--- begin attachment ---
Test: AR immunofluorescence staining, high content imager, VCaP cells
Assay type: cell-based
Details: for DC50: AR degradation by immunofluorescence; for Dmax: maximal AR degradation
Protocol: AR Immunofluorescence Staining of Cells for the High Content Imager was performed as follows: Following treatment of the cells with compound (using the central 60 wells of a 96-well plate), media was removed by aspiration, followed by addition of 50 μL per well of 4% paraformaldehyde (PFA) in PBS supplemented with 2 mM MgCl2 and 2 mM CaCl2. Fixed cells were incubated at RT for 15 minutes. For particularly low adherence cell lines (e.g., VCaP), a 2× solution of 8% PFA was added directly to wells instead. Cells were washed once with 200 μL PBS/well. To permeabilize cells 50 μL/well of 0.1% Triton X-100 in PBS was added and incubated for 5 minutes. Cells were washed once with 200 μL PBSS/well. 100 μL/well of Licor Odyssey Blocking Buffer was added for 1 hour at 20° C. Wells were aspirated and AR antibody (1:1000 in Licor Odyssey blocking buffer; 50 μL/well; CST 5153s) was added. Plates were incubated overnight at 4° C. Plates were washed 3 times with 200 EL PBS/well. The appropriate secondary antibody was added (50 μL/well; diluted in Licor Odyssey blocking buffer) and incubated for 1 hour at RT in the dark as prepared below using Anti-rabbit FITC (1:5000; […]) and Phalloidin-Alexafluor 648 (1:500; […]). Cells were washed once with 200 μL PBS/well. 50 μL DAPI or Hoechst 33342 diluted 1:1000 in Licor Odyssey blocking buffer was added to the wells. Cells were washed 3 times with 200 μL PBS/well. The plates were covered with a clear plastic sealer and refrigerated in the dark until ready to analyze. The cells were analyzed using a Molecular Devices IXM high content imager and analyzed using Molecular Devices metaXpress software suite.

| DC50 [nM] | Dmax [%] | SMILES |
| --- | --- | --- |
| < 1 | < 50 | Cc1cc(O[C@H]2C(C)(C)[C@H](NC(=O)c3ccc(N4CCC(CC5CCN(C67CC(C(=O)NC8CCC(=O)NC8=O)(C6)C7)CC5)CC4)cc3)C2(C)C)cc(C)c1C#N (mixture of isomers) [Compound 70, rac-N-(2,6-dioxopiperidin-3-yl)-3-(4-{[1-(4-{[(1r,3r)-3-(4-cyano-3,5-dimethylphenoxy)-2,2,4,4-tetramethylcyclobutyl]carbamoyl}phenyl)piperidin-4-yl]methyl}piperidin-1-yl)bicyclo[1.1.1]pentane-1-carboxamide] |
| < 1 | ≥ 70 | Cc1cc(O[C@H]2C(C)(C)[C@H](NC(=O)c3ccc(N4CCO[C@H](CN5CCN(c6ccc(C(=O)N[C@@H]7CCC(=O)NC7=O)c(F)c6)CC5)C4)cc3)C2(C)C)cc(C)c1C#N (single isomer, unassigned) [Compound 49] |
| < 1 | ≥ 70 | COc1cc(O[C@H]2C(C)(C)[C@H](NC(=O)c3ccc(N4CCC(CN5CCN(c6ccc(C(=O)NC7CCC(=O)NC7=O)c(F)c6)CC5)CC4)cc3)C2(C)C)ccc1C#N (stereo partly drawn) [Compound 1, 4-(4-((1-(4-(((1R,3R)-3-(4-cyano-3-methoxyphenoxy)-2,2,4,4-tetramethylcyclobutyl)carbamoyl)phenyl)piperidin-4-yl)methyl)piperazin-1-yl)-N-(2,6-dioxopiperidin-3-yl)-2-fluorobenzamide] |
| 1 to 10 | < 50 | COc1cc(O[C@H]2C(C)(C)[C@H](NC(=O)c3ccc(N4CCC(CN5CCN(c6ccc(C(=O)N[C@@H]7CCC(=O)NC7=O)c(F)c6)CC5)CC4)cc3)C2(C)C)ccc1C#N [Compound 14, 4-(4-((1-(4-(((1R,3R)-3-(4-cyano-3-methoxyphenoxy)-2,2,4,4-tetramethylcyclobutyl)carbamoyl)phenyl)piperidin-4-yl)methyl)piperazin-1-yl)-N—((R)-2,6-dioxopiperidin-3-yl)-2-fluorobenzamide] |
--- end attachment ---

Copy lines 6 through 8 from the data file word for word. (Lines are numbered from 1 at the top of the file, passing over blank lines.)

| --- | --- | --- |
| < 1 | < 50 | Cc1cc(O[C@H]2C(C)(C)[C@H](NC(=O)c3ccc(N4CCC(CC5CCN(C67CC(C(=O)NC8CCC(=O)NC8=O)(C6)C7)CC5)CC4)cc3)C2(C)C)cc(C)c1C#N (mixture of isomers) [Compound 70, rac-N-(2,6-dioxopiperidin-3-yl)-3-(4-{[1-(4-{[(1r,3r)-3-(4-cyano-3,5-dimethylphenoxy)-2,2,4,4-tetramethylcyclobutyl]carbamoyl}phenyl)piperidin-4-yl]methyl}piperidin-1-yl)bicyclo[1.1.1]pentane-1-carboxamide] |
| < 1 | ≥ 70 | Cc1cc(O[C@H]2C(C)(C)[C@H](NC(=O)c3ccc(N4CCO[C@H](CN5CCN(c6ccc(C(=O)N[C@@H]7CCC(=O)NC7=O)c(F)c6)CC5)C4)cc3)C2(C)C)cc(C)c1C#N (single isomer, unassigned) [Compound 49] |